News in Brief 26 October 2015 (PM)

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Secretary-General Ban Ki-moon. UN Photo/Mark Garten

UN at the ready, following Afghan earthquake

United Nations agencies are mobilizing and are ready to support Afghanistan and Pakistan in the wake of an earthquake, Secretary-General Ban Ki-moon has said.

The magnitude 7.5 earthquake struck Badakshan province in the far northeast of Afghanistan on Monday, with shocks being felt in the capital, Kabul, and even in Pakistan and India, according to the Red Cross.

The UN chief said although reports are still coming in, it was clear that there had been loss of life as well as serious damage in both countries.

Mr Ban has also sent his deepest condolences to their people and governments, and to all affected, particularly those who have lost family members.

Civil society a vital partner in counter-terrorism, says human rights expert

A human rights expert has expressed alarm over what he sees as a growing trend by governments to restrict civil society groups on the pretext of national security and counter-terrorism.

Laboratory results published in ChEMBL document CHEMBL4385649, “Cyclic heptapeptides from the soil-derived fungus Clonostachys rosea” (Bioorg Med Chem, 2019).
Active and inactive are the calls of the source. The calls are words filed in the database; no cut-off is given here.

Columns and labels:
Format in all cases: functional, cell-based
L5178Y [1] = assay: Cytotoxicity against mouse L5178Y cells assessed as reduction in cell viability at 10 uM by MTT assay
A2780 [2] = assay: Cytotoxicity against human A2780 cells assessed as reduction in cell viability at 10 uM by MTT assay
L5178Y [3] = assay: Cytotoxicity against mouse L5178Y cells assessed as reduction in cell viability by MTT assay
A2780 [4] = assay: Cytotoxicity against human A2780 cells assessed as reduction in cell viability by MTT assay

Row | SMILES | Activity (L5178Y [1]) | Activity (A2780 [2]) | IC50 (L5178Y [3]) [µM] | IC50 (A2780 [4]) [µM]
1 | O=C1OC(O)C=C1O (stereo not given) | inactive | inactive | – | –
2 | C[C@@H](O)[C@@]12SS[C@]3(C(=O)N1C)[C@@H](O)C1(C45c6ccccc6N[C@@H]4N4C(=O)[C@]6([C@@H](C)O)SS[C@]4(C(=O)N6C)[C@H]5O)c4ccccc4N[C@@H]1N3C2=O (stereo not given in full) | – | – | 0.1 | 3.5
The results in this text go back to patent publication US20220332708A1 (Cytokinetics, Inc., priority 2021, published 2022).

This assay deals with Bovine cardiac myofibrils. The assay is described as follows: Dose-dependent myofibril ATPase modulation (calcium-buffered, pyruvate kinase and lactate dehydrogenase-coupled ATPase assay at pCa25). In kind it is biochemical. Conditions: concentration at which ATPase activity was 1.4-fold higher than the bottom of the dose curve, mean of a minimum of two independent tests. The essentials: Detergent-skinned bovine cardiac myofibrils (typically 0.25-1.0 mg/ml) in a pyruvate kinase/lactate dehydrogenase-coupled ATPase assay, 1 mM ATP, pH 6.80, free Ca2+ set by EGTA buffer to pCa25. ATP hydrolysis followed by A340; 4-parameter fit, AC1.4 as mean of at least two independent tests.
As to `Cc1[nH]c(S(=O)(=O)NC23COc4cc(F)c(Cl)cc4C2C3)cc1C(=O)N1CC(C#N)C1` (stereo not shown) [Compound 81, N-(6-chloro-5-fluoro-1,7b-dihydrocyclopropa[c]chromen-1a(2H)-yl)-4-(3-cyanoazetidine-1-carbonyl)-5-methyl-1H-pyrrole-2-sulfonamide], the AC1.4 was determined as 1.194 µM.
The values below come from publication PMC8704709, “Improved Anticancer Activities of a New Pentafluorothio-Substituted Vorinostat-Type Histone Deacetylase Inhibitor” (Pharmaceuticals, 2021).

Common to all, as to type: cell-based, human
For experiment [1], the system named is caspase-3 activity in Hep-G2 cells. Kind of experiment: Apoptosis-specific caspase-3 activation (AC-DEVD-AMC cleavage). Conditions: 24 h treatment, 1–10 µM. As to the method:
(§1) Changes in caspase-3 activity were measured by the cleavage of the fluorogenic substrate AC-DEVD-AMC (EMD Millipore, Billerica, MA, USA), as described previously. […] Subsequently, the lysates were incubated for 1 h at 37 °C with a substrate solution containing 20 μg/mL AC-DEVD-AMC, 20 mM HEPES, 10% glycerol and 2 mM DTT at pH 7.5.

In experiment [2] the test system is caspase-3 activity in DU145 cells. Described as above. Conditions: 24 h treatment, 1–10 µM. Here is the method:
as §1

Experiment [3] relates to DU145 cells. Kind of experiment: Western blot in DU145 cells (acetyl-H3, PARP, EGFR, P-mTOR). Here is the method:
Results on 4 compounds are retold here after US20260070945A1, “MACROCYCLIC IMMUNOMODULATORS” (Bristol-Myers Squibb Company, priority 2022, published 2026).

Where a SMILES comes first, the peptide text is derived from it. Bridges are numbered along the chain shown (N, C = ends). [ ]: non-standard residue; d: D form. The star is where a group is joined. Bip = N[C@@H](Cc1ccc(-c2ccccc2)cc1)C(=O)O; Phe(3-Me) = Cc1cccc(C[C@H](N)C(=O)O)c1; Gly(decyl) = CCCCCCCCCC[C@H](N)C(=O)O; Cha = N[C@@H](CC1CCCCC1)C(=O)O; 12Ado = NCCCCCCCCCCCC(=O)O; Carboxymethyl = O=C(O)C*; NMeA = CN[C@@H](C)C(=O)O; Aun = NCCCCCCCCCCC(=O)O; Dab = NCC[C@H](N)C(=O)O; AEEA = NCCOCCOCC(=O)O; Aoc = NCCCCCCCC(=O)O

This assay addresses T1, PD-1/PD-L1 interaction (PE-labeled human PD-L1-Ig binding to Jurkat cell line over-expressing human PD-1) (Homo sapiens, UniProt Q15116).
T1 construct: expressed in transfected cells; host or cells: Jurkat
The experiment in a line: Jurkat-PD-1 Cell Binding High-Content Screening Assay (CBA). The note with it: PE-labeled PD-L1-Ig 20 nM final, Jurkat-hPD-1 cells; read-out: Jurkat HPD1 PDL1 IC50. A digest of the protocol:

Over the past three years, more than 60 states have proposed or passed laws to restrict freedom of assembly or prohibit foreign funding of civil society organizations, according to UN Special Rapporteur Ben Emmerson.

He said NGOs must be recognized as "indispensable partners" in counter-terrorism initiatives.

Mr Emmerson also urged countries to, in his words, "back off and let lawful public interest organisations get on with the vitally important work they do."

Iraq: More action required to prevent "honour killings"

The recent murder of a young woman in Iraq, allegedly by members of her own family, has been condemned by the UN mission in the country, UNAMI.

The mission said perpetrators of such "honour killings" must be held accountable according to the law.

Francisco Motta, head of the UNAMI's human rights office, was encouraged that an arrest warrant has been issued by the police in the Kurdistan Region of Iraq, where the incident took place.

However, he added that more must be done to address cultural attitudes that regard violence against family members, particularly women, as justifiable on the basis of what he characterized as "so-called honour."

Dianne Penn, United Nations.

Duration: 2’15″

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